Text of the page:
From Russia, with love


For the Mirror

It was in early August when my husband, Micah, and I met Ekaterina and Alexandr.

I saw an announcement in the St. Columba’s Sunday bulletin about International Adoption Services’ “Project Hope,” a program that brings Russian orphans to the United States with the hope of being adopted by families who host them. We decided to host a brother and sister.

We immediately fell in love with Ekaterina (Kate) and Alexandr (Sosha, a nickname for Alex). Kate is 14 and Sosha is 9. They are wonderful children and have brought so much happiness into our lives.

I will not forget the first day we had the children. They came with nothing but the clothing on their backs. When it was time for Sosha to bathe, Micah showed him how to use the shower. After he took his shower, which he enjoyed very much, Sosha took his shirt to the sink, where he was going to wash it by hand. I took him to the laundry room, where I showed him the washing machine. He let out a big scream and then he ran.

I thought I had scared him, but a few seconds later Sosha came back with his clothing and a huge smile on his face. it was the funniest thing. Sosha brings out the laughter in you.

Kate is a beautiful, responsible young lady. When we showed Kate her room, she was so excited. The next day she asked if she could clean it. Boy, how I wish my other children were like that.

Kate took everything out of the room, and I mean everything. She cleaned from top to bottom and asked if she could fix her room the way she wanted it. I told her to go ahead. It turned out beautiful. Of course, my husband lost his office.

On Aug. 20, I thought I was going to lose Kate and Sosha for good. I was told that if Micah and I could not come up with at least $10,800 by the next day, we would lose them to another family who had the money and wanted to adopt the children. I was so heartbroken. We couldn’t figure out how to come up with the money.

The next day, I told the children we could not keep them any more, and that another family wanted to adopt them. Kate was so upset. She didn’t want to hear anything about leaving. An interpreter explained that Micah and I loved them very much but that we did not have the money to keep them. Kate was still sad and angry. She said she didn’t want to leave, she wanted to stay with us. Kate, Sosha and I cried. They didn’t want to leave and I didn’t want to lose them.

I helped the children pack their things, which took a long time because Kate was stalling. We were to meet Anna, from the agency, at Seattle’s Woodland Park Zoo. I prayed the whole way there, saying “‘God, if you want Micah and me to have these two wonderful children, please find a way for us to keep them.’” I also told God that if they were meant to be with the other family, I would do my best to understand. I wouldn’t like it, but would understand.

We walked with Anna and an interpreter to a meeting place where people were eating lunch. Kate, Sosha, the interpreter and I sat down on the grass. I asked the interpreter to tell Kate and Sosha that Micah and I loved them very much and that it was hurting us we were going to lose them. By then we were all crying.

At that point, a couple walked by who were invited to the zoo by the agency because they had been on the same plane coming from Russia as the children. They saw Kate, Sosha and I crying and asked Anna what was happening. Anna explained that we didn’t have the down payment to adopt the children and had to give them back to the agency, and that another family had the funds and wanted to adopt them.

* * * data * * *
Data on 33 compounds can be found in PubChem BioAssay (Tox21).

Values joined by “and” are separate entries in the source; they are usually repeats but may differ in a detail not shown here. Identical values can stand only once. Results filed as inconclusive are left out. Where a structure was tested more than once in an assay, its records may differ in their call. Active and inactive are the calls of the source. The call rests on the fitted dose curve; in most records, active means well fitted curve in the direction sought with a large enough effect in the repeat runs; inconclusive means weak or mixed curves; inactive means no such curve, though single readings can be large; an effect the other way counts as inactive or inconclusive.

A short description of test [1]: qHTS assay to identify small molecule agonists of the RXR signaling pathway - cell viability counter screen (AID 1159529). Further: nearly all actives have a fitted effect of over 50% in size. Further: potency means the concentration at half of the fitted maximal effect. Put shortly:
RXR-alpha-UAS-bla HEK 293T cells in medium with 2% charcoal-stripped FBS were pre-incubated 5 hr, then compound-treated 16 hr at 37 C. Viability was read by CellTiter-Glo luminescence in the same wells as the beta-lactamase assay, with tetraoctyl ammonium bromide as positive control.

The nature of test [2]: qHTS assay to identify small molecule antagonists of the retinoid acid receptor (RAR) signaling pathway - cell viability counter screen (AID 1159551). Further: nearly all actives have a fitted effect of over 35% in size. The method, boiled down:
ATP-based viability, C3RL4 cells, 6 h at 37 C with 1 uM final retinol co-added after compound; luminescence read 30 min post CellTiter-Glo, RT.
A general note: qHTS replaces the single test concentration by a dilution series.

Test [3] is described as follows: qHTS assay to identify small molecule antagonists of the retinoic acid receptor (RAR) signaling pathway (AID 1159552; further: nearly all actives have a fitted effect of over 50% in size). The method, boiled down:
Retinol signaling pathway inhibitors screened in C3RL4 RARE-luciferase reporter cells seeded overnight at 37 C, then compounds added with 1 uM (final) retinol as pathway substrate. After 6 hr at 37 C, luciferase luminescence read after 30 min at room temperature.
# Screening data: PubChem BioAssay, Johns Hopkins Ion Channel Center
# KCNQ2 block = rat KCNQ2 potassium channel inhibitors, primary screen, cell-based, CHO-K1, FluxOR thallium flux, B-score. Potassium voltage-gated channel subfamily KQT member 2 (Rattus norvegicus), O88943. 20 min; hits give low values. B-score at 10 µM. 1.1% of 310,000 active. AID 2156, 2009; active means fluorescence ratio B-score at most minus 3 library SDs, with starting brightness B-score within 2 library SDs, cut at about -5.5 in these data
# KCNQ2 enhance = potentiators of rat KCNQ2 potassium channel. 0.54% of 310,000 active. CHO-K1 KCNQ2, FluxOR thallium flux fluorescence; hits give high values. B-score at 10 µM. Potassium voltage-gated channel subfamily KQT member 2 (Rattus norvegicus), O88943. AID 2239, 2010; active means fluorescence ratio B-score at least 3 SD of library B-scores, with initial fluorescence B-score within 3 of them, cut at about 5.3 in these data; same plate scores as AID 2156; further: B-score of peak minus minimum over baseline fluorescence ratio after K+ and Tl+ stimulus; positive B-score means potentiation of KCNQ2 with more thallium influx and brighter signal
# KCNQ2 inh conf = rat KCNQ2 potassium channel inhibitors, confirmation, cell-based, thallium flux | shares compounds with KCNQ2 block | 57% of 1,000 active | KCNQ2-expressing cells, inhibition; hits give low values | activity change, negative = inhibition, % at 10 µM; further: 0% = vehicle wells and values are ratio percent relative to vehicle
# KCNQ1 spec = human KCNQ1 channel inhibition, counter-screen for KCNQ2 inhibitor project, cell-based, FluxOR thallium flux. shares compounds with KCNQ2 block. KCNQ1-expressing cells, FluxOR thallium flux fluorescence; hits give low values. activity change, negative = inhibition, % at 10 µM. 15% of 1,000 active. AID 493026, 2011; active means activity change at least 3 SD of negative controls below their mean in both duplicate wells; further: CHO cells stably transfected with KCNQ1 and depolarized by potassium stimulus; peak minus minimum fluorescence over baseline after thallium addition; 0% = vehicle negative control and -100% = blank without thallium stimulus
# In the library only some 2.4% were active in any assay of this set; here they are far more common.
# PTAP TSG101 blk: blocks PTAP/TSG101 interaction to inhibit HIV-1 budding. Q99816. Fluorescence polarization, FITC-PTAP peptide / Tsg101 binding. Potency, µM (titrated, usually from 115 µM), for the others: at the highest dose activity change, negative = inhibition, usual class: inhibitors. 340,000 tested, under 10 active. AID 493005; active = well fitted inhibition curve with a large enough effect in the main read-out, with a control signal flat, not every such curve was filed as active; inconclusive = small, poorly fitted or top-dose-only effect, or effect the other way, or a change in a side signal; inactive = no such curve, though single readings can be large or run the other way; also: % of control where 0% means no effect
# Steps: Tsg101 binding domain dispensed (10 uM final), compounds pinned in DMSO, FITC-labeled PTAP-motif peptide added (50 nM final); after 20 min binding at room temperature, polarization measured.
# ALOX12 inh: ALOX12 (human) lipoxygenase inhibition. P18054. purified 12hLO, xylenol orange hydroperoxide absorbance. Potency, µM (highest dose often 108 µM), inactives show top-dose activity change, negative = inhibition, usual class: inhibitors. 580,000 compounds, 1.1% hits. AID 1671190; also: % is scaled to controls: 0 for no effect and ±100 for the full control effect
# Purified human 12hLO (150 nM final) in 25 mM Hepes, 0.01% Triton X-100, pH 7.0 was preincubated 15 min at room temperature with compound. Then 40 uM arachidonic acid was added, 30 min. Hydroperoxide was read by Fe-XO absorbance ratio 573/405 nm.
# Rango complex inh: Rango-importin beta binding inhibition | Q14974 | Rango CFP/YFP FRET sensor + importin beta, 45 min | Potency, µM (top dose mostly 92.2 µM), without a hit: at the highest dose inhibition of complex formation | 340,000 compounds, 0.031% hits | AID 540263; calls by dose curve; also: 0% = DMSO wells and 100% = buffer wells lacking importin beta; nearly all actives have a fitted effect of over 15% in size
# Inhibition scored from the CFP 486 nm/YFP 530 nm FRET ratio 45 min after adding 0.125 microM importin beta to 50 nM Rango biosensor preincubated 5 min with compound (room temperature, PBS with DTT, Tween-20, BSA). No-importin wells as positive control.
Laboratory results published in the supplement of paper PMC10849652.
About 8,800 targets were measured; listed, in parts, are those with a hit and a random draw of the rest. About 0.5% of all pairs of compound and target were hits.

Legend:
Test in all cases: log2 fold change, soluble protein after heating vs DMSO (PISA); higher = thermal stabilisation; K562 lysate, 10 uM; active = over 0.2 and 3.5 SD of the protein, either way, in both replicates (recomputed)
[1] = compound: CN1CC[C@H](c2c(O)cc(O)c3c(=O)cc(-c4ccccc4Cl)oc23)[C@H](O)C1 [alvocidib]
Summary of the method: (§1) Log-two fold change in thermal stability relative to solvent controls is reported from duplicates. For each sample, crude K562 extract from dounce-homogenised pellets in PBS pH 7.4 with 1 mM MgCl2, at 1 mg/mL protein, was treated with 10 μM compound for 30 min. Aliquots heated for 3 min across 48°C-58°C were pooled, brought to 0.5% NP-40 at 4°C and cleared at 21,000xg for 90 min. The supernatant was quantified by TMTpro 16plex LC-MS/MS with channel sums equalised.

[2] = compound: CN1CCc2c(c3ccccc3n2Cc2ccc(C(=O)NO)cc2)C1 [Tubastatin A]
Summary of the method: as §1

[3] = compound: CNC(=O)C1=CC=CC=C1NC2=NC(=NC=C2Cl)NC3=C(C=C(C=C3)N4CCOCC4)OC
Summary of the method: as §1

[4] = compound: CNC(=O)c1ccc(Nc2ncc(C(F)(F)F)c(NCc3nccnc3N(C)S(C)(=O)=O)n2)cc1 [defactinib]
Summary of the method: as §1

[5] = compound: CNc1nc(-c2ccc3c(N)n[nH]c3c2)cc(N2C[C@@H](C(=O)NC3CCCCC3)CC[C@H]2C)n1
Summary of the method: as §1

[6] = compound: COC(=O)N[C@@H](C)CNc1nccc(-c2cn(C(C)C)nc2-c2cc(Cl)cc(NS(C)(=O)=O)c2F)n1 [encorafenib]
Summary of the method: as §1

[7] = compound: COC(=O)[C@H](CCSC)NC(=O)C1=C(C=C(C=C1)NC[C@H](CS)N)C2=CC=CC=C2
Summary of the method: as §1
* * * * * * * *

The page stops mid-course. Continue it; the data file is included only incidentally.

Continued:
The woman, Suellen, said, “‘I have one question: Do they love each other?” Anna relied, “Yes they do, very much, and that is why it is difficult to take them away.”

Suellen looked at her husband, Doug, and asked, “‘How much?’”

She wrote a check for $10,800 and told Anna to tell us we were a family. Anna was in shock; Suellen had to tell her again to move. Anna came over and told me we could keep the children. They were our children now.

I was shocked and excited. I could not believe it. Suellen ran over and gave me a great big hug and explained why she did what she did — she saw the love we all have for one another and could not see us apart.

Suellen and Doug are Micah’s and my angels. We asked them to be the children’s grandparents, which they were excited about, but asked if they could be aunt and uncle instead because they wanted to stay young. So now they are proud aunt and uncle to Kate and Sosha.

I am a blessed person. I now have what I have been praying for a long time — a family. Yes, Micah and I have children from a previous marriage, but everyone was off doing their own thing and did not have time to be a family. It is amazing how two children from across the globe can bring a family together and make it even bigger by adding two more wonderful people — Suellen and Doug. Micah and I truly are blessed.

Our journey is just beginning. We are still trying to come up with the rest of the money –– $23,000 to adopt the children. We have applied for several adoption grants.

After much praying, I decided to have an auction and raffle my diamond ring, a ring I always wanted and which took me several years to save for and that I’ve only had for a short time. But none of that matters now. My children are worth every penny and more. A ring is just a ring and my children are a blessing.


Jaci and Micah Goo of Federal Way, parishioners at St. Columba’s Episcopal Church in Kent, are adopting two orphans from Russia. After a three-week stay here last summer, the children returned to Russia, where the adoption process continues. The Goos plan to go there to pick them up by next summer and are raising money for adoption fees. Information on how to help with their fund-raising is available from the Goos at 529-1681 and from St. Columba’s at 854-9912 and

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